So, you think you know linear regression? I have likely run thousands of regression models as a researcher and data analyst. However, a recent job interview made me think about some finer details of linear regression. As a consequence, I wanted to brush up on the topic. The outcome is a series of posts on linear regression. This is the first part and provides the foundations of linear regression.

### What is linear regression?

Linear regression describes the nature and strength of linear relationships among variables. Here, we assume the simplest case: two continous variables. **Continuous variables** can take on any value between its minimal and maximal value.

If the data can only take on specific values, we speak of a **discrete variable**. For guidance on selecting the right regression model (depending on the kind of variables), check out this guide by Statistics with Jim.

Let's return to our simple case with two continuous variables. We call one variable \(X\) and the other one \(Y\). By convention, \(Y\) is the variable that we want to predict. It is called the **response** or **dependent variable**, and \(X\) is called the **predictor** or **independent variable**.

The goal of regression is to find a formula (i.e., mathematical model) that defines \(Y\) as a function of \(X\). In other words, **regression** estimates the relationship between our input variable \(X\) and our response variable \(Y\). Once we have a formula describing the relationship of \(X\) and \(Y\), we can also predict future outcomes (e.g., conduct a **forecast** using new values of \(X\).)

First, let's plot the relationship of \(X\) and \(Y\) in a scatterplot. Note that this tutorial uses dummy variables to keep the focus on the mechanics, not the findings.

### How does linear regression work?

Linear regression describes the relationship of two variables. We can visualize such a relationship by a straight line.

Mathematically, a line is described as \(\hat{Y} = \beta_0 + \beta_1 X\).

No need to get scared. Let's go through the formula piece by piece:

- \(\hat{Y}\) is the predicted value at the given value of \(X\) (i.e., what we want to determine)
- \(\beta_1\) is the slope of the line (i.e., steepness of the line)
- \(\beta_0\) is the intercept of the line (i.e., the predicted value of \(\hat{Y}\) when \(X = 0\))
- \(X\) is the value of the predictor variable

Note that \(\beta_0\) and \(\beta_1\) are called the coefficients or parameters of the regression model. But how do we find the parameters? They are estimated from the data by defining a criterion on how we want to draw the line.

For instance, we could try to draw a straight line that goes through as many data points as possible. Or we could draw a line that has an approximately equal number of data points above and below.

However, the most common criterion is to minimize the **sum of squared errors (SSE)**. Before getting into the details on what that means, let's look at such a regression line.

In the image, we see a blue regression line through the data. Some data points are closer to the line, others farther away. Some are below, others above. The extent by which each data point deviates from the line is called the residual error (\(\epsilon_i\)). In the above image, the \(\epsilon_i\) for each data point is shown as a vertical, gray line.

The residual error is calculated by \(\epsilon_i = Y_i – \hat{Y_i}\), where \(Y_i\) is the actual data point at the \(i^{th}\) observation, and \(\hat{Y_i}\) is the predicted value of the \(i^{th}\) observation. The predicted values \(\hat{Y_i}\) are shown as pink circles in our graph. You can think of \(\hat{Y_i}\) as the value that \(Y_i\) should have according to our model if there was no error. In turn, it means that \(\epsilon\) is the part of each \(Y_i\) that cannot be explained by the model.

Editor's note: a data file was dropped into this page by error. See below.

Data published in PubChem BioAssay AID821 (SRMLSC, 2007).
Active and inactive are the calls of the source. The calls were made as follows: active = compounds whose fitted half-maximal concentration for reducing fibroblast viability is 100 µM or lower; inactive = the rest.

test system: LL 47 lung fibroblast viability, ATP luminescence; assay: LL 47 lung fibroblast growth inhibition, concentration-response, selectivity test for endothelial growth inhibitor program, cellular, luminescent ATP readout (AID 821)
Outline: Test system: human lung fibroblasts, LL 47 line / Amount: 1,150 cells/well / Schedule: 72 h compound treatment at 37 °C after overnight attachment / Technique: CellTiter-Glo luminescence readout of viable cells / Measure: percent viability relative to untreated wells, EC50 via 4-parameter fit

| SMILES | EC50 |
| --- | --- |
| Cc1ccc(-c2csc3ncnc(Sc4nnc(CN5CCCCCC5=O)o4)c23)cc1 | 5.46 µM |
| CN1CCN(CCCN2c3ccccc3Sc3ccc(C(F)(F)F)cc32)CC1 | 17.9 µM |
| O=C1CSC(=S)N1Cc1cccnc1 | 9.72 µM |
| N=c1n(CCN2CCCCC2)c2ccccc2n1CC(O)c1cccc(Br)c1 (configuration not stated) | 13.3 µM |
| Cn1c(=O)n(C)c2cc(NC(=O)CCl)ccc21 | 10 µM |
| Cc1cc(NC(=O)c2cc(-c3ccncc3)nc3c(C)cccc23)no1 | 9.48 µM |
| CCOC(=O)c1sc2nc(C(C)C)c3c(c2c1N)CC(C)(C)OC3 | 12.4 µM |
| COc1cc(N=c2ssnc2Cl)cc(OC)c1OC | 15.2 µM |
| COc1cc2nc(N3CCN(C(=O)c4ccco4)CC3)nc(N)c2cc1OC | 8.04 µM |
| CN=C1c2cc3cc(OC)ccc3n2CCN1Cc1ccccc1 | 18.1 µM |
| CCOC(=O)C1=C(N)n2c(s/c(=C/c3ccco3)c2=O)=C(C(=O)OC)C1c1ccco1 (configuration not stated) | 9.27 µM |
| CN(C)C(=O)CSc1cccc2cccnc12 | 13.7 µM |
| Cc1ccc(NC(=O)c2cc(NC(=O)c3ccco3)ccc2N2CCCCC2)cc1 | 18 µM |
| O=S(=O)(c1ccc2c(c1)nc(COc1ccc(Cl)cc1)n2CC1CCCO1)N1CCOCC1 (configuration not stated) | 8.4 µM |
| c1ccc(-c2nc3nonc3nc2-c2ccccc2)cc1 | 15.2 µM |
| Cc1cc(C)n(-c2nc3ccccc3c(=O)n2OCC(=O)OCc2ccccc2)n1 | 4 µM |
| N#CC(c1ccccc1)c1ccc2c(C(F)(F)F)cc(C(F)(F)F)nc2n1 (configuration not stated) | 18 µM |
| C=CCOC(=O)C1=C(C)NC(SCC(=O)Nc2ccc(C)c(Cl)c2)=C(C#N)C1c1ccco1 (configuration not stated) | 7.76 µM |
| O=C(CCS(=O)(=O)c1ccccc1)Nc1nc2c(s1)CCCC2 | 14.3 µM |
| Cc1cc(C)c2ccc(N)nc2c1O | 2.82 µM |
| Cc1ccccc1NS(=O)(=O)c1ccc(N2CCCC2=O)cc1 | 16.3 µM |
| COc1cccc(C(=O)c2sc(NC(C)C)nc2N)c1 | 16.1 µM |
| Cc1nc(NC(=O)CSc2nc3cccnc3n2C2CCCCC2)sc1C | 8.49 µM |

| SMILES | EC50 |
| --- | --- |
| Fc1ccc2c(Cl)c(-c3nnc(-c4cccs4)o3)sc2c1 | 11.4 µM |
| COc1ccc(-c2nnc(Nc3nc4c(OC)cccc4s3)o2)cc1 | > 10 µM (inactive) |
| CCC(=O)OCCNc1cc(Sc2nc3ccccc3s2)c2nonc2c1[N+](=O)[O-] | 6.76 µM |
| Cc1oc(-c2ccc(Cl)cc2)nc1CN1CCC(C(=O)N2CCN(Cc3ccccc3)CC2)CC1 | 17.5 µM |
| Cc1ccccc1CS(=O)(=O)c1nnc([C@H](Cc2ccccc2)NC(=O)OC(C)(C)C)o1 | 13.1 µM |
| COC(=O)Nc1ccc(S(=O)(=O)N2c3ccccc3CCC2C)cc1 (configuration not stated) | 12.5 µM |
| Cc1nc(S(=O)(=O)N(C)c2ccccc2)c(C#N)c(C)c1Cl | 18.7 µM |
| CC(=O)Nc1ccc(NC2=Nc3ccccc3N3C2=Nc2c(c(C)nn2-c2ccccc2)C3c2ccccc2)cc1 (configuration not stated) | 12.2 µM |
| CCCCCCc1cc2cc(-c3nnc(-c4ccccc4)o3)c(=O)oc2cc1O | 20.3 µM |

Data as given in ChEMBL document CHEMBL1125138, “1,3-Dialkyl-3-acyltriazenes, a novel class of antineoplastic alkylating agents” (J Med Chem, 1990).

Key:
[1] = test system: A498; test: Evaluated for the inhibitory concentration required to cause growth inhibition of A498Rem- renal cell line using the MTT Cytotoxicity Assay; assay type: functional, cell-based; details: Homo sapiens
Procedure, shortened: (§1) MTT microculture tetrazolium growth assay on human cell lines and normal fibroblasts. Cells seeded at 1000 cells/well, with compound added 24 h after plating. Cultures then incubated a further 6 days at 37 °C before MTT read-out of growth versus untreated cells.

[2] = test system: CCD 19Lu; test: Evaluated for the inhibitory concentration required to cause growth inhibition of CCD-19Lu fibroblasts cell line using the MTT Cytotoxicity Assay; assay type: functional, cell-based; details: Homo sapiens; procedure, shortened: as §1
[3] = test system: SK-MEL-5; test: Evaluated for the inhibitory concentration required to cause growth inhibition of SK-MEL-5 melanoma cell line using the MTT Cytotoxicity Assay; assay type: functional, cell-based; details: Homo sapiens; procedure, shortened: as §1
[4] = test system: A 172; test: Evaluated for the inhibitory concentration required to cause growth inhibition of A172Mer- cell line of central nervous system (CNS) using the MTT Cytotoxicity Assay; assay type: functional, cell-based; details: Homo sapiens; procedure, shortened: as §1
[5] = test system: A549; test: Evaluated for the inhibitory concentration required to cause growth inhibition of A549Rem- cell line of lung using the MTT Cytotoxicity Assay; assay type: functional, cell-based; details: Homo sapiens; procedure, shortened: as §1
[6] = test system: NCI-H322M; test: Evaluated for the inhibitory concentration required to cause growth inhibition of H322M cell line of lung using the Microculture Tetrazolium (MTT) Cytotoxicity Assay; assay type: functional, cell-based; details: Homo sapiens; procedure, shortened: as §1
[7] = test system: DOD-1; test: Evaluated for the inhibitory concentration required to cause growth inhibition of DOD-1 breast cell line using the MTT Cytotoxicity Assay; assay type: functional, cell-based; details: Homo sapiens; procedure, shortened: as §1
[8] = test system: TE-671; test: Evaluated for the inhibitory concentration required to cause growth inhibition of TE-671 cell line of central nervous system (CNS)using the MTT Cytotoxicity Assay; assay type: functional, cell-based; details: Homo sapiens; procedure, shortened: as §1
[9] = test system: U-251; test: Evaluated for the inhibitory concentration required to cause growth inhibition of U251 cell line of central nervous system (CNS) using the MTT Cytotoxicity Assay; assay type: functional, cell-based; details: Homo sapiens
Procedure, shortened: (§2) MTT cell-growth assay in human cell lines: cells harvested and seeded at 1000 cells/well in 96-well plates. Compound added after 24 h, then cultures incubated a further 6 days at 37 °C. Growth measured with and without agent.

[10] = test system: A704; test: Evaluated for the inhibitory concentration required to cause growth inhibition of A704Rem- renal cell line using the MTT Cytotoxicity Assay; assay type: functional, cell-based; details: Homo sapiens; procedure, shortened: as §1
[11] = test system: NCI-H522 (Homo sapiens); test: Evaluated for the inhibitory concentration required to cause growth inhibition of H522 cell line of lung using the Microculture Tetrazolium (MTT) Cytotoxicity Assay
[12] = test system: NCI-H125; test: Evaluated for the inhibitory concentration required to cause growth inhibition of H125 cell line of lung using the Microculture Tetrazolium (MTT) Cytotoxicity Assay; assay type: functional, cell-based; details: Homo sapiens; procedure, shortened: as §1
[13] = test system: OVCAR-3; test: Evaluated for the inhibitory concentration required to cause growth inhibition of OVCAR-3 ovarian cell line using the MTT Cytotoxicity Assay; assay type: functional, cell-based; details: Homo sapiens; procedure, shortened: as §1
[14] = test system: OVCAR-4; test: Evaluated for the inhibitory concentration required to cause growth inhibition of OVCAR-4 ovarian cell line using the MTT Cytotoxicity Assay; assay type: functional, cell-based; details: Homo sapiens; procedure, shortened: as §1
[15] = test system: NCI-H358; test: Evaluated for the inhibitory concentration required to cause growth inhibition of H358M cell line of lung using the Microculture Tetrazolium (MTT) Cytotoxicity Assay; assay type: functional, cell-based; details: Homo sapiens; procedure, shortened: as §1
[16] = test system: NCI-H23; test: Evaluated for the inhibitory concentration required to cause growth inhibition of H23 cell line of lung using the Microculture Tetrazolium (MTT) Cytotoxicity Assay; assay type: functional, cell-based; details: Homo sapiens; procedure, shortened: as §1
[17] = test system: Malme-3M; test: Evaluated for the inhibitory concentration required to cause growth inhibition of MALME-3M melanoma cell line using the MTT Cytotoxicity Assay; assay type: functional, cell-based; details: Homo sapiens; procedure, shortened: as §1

So in order to find our line we do the following: calculate the squared difference of the actual data point and its predicted value (i.e., \((Y_i-\hat{Y_i})^2\)). Then sum them up over all \(Y_i\) to obtain the sum of squared errors (\(SSE\)). In math speak, that comes out to \(\sum_i(Y_i-\hat{Y_i})^2 = \sum \epsilon_i^2\).

To make it a bit more confusing, the sum of squared errors (\(SSE\)), are also known as sum of squared residuals (\(SSR\)), residual sum of squares (\(RSS\), \(SS_{res}\)), or the sum of squared estimate of errors (\(SSE\)).

As mentioned above, we can fit different linear regression models to the data. That means, you can define what 'best-fit' means for a “best-fit line. OLS minimizes \(SSE\) but that actually makes it sensitive to outliers (i.e., a data point that strongly deviates from all other data points) may strongly influence the model. The culprit is that we square the errors, which means large errors receive more weight than small ones. By optimizing a different criterion (also called **loss function**), you will end up with a different 'best-fit' and possibly 'better', or more robust, model to describe your data.

### How to interpret a linear regression model?

The formula of the regression line (\(\hat Y = -0.331 + 0.925*X\)) gives us some information about the relationship of \(X\) and \(Y\). First of all, it is linear (no quadratic terms, etc.). Our intercept estimate (\(\beta_0\)) is -0.331. That means, when our \(X\) is zero, \(Y\) is -0.331. The line's slope (\(\beta_1\)) tells us that every one unit change in \(X\), causes an average 0.925 change in \(Y\).

This brings us to the end of the linear regression basics. In the next post, we'll look at the assumptions that underly linear regression, see how to test them, learn when it's (not) OK to ignore them, and transform your data to make them comply to the linear regression assumptions.